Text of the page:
If you’re compelled by John’s story, we invite you (if you identify as Hmong LGBTQQI) to contribute your narrative to our collection and documentation by taking this 5 minute survey: http://tinyurl.com/HmongLGBTQQIStories

©Linda Her and MidWest Solidarity Movement, 2011 – 2013. All rights reserved. Unauthorized distribution with the intent to sell, use and/or duplication of these images, audio, video, stories, blog posts, and materials on this blog without express and written permission from this blog’s authors and/or owner is strictly prohibited. Excerpts and links as stated by MidWest Solidarity Movement members may be used, provided that full and clear credit is given to Linda Her and MidWest Solidarity Movement with appropriate and specific direction to the original content.

Raising UP JV’s Transformation and Desire for Consciousness Narrative

savingface1

Saving Face (2004)
queerious.com

Story #17

JV is a 25 year old, Hmong American, identifies as a lesbian and residing in Wisconsin.

When I was 13 years old. I was felt confused, unsure of why I had such feelings for the same-sex. So I did what every pre-teen did, I hid it from myself and everyone else. I tried my best to be normal.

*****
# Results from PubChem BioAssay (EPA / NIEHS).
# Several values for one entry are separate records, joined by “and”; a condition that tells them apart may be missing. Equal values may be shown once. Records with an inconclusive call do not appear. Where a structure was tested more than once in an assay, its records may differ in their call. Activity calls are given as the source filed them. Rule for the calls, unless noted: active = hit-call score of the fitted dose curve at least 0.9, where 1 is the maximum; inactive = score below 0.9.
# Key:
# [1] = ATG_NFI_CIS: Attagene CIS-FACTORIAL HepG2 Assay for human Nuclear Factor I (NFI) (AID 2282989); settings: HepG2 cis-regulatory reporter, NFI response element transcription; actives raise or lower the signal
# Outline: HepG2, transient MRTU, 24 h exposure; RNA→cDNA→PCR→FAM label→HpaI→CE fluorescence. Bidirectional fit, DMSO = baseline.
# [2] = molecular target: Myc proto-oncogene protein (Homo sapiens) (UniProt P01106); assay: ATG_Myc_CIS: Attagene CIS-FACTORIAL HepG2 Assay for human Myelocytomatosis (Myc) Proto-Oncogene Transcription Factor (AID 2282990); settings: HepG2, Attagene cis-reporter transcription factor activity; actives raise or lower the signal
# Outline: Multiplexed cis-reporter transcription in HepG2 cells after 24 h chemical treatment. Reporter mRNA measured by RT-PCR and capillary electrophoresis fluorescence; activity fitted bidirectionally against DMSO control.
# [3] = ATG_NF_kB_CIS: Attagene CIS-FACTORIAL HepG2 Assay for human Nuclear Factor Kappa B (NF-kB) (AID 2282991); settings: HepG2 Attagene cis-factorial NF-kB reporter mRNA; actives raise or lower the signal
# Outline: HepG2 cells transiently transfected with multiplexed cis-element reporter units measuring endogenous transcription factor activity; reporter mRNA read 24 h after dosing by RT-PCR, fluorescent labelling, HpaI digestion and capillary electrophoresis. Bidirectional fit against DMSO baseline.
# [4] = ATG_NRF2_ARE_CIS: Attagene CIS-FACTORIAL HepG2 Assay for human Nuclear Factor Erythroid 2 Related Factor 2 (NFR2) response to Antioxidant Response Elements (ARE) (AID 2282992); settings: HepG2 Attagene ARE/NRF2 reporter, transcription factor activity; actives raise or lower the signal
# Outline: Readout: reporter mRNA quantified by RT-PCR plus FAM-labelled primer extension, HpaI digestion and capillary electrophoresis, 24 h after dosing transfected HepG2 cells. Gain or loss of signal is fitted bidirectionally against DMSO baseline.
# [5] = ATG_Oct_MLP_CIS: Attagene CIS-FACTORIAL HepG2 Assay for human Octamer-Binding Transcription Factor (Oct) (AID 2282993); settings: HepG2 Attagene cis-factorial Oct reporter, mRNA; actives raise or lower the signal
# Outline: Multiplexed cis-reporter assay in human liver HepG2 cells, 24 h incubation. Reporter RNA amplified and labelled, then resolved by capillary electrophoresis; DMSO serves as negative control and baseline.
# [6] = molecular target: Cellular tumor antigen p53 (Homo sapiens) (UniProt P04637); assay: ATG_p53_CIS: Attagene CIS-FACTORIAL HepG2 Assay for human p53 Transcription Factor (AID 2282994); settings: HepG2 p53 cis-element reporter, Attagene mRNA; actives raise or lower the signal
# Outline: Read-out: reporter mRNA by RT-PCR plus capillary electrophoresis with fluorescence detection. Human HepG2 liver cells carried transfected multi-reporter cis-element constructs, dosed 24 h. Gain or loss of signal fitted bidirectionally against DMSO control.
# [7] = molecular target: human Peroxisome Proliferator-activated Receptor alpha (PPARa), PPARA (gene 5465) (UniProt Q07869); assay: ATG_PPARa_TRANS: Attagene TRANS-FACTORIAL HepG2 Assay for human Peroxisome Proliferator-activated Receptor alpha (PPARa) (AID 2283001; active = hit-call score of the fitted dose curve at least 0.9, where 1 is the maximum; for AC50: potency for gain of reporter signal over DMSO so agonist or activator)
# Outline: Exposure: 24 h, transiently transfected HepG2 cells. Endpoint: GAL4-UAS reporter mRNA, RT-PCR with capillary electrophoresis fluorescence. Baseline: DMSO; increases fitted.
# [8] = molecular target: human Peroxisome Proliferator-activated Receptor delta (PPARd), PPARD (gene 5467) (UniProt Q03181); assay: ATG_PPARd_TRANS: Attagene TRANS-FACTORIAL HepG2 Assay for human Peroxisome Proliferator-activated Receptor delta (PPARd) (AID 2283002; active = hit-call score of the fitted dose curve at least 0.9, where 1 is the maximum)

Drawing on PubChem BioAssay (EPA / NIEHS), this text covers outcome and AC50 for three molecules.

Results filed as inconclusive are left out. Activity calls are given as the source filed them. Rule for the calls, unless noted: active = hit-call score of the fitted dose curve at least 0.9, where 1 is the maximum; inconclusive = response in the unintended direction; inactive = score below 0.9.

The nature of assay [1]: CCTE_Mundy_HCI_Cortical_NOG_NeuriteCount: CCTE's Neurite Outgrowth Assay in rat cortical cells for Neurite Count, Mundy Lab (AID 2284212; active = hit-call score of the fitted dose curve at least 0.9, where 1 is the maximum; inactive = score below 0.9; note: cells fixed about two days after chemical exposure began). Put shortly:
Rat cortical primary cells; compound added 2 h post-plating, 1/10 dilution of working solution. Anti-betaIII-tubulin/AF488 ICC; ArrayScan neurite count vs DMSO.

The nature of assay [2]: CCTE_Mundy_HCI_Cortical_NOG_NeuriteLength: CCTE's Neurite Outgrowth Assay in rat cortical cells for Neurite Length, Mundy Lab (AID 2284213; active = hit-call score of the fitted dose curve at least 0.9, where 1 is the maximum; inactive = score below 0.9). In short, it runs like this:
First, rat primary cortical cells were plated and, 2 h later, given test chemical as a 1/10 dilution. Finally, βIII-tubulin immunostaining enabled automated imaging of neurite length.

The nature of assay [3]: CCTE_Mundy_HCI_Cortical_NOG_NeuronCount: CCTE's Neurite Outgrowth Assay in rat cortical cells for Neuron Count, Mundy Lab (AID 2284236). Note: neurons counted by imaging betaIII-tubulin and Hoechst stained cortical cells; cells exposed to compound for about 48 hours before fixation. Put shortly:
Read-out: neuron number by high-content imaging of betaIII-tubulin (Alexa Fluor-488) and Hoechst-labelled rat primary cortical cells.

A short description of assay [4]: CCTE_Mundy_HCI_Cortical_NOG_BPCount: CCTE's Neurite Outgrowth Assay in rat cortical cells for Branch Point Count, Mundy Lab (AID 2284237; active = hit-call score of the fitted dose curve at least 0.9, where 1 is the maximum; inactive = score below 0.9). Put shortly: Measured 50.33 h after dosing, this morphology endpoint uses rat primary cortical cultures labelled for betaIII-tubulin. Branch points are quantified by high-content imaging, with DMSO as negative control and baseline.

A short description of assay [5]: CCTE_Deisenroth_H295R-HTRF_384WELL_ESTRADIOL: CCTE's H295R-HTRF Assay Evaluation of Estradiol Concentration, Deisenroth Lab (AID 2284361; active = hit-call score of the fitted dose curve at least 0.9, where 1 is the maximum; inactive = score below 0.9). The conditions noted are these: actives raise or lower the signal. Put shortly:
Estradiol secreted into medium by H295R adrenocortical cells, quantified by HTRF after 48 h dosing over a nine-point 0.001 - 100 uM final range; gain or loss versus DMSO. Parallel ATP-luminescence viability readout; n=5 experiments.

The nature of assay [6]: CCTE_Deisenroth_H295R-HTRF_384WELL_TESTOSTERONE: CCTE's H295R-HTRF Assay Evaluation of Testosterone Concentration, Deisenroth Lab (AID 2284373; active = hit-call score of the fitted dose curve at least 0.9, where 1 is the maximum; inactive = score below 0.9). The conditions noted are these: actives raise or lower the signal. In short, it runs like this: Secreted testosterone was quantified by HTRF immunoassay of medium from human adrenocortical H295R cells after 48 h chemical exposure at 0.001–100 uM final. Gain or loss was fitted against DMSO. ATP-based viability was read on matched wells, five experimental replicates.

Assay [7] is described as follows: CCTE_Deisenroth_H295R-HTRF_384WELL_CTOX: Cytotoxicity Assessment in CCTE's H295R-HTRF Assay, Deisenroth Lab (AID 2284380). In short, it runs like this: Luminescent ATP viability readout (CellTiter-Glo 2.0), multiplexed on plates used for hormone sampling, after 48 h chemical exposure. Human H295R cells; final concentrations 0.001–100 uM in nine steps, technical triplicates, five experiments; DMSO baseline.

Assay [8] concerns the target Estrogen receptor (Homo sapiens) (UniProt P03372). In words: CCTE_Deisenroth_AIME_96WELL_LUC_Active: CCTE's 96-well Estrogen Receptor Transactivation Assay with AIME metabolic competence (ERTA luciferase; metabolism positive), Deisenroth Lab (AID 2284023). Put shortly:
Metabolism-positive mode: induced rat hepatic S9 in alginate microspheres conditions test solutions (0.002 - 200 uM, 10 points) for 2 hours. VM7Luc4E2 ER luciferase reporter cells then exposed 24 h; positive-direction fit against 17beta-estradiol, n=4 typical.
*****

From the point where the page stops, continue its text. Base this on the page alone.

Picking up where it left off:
I’m out to my parents, all my cousins, and my friends. I made choice not to come out to my elders, out of respect for my parents. I choose to come out because I didn’t want to live a lie anymore. I was tired of living a double life. I was tired lying to people I love. When I first came out it was hard, my parents took really hard. They didn’t speak to me for a few months. I mean I understood why they were so hurt by choice. It’s been eight years now since came out to my parents and things have changed a lot. My parents have done 180 and they support my choice. I mean don’t get me wrong there is still a longs way to go but I’m truly blessed to have wonderful parents. I’m also very proud of both them for making such a great change.

I honestly don’t feel that the Hmong Community is very supportive. I feel as if we exist only in the shadows of the Hmong culture because it is such taboo for our culture. It’s something that is frowned upon and never spoken of. Though we exist, we hide to save face.

I think that the main issues is just acceptance from our community. We’re all still Hmong, even though we’re gay, lesbian, transgender, bi, or queer. Hmong blood pumps our veins and into our hearts. We are all Hmong before we’re anything else, so why can’t we be accepted?